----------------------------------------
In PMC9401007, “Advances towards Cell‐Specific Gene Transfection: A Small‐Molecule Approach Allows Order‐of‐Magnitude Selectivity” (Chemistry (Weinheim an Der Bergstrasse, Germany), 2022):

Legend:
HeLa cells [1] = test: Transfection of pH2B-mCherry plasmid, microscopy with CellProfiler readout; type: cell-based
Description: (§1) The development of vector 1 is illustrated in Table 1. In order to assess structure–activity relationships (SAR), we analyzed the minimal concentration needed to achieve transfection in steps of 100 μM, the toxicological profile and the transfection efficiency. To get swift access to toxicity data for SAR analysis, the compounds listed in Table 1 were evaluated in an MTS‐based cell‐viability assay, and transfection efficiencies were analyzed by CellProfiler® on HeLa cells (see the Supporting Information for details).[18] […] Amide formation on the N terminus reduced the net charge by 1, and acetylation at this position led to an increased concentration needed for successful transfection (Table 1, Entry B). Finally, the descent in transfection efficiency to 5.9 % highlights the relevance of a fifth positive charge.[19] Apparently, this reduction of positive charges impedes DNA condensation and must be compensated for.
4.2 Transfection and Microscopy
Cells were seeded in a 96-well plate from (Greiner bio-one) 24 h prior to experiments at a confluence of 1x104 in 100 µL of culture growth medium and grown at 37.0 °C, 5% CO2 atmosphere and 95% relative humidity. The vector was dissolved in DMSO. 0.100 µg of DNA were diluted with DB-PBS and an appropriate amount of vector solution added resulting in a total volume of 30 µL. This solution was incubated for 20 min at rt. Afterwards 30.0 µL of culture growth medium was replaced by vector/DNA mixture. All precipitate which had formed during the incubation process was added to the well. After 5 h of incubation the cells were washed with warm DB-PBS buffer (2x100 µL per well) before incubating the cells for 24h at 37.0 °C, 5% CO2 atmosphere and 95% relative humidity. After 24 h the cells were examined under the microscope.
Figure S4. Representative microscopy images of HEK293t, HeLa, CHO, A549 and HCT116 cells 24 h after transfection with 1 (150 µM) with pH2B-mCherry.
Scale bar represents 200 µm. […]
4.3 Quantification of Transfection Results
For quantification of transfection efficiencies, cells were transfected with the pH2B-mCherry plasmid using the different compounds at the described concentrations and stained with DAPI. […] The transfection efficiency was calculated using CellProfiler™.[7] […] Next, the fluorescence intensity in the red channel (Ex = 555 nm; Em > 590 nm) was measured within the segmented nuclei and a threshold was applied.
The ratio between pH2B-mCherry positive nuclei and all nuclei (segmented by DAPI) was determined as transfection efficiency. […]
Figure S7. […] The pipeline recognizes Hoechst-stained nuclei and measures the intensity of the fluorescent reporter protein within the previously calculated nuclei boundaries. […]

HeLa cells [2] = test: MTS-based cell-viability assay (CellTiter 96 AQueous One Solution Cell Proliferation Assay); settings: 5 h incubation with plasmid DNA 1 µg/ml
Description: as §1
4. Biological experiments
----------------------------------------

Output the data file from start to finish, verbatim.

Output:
In PMC9401007, “Advances towards Cell‐Specific Gene Transfection: A Small‐Molecule Approach Allows Order‐of‐Magnitude Selectivity” (Chemistry (Weinheim an Der Bergstrasse, Germany), 2022):

Legend:
HeLa cells [1] = test: Transfection of pH2B-mCherry plasmid, microscopy with CellProfiler readout; type: cell-based
Description: (§1) The development of vector 1 is illustrated in Table 1. In order to assess structure–activity relationships (SAR), we analyzed the minimal concentration needed to achieve transfection in steps of 100 μM, the toxicological profile and the transfection efficiency. To get swift access to toxicity data for SAR analysis, the compounds listed in Table 1 were evaluated in an MTS‐based cell‐viability assay, and transfection efficiencies were analyzed by CellProfiler® on HeLa cells (see the Supporting Information for details).[18] […] Amide formation on the N terminus reduced the net charge by 1, and acetylation at this position led to an increased concentration needed for successful transfection (Table 1, Entry B). Finally, the descent in transfection efficiency to 5.9 % highlights the relevance of a fifth positive charge.[19] Apparently, this reduction of positive charges impedes DNA condensation and must be compensated for.
4.2 Transfection and Microscopy
Cells were seeded in a 96-well plate from (Greiner bio-one) 24 h prior to experiments at a confluence of 1x104 in 100 µL of culture growth medium and grown at 37.0 °C, 5% CO2 atmosphere and 95% relative humidity. The vector was dissolved in DMSO. 0.100 µg of DNA were diluted with DB-PBS and an appropriate amount of vector solution added resulting in a total volume of 30 µL. This solution was incubated for 20 min at rt. Afterwards 30.0 µL of culture growth medium was replaced by vector/DNA mixture. All precipitate which had formed during the incubation process was added to the well. After 5 h of incubation the cells were washed with warm DB-PBS buffer (2x100 µL per well) before incubating the cells for 24h at 37.0 °C, 5% CO2 atmosphere and 95% relative humidity. After 24 h the cells were examined under the microscope.
Figure S4. Representative microscopy images of HEK293t, HeLa, CHO, A549 and HCT116 cells 24 h after transfection with 1 (150 µM) with pH2B-mCherry.
Scale bar represents 200 µm. […]
4.3 Quantification of Transfection Results
For quantification of transfection efficiencies, cells were transfected with the pH2B-mCherry plasmid using the different compounds at the described concentrations and stained with DAPI. […] The transfection efficiency was calculated using CellProfiler™.[7] […] Next, the fluorescence intensity in the red channel (Ex = 555 nm; Em > 590 nm) was measured within the segmented nuclei and a threshold was applied.
The ratio between pH2B-mCherry positive nuclei and all nuclei (segmented by DAPI) was determined as transfection efficiency. […]
Figure S7. […] The pipeline recognizes Hoechst-stained nuclei and measures the intensity of the fluorescent reporter protein within the previously calculated nuclei boundaries. […]

HeLa cells [2] = test: MTS-based cell-viability assay (CellTiter 96 AQueous One Solution Cell Proliferation Assay); settings: 5 h incubation with plasmid DNA 1 µg/ml
Description: as §1
4. Biological experiments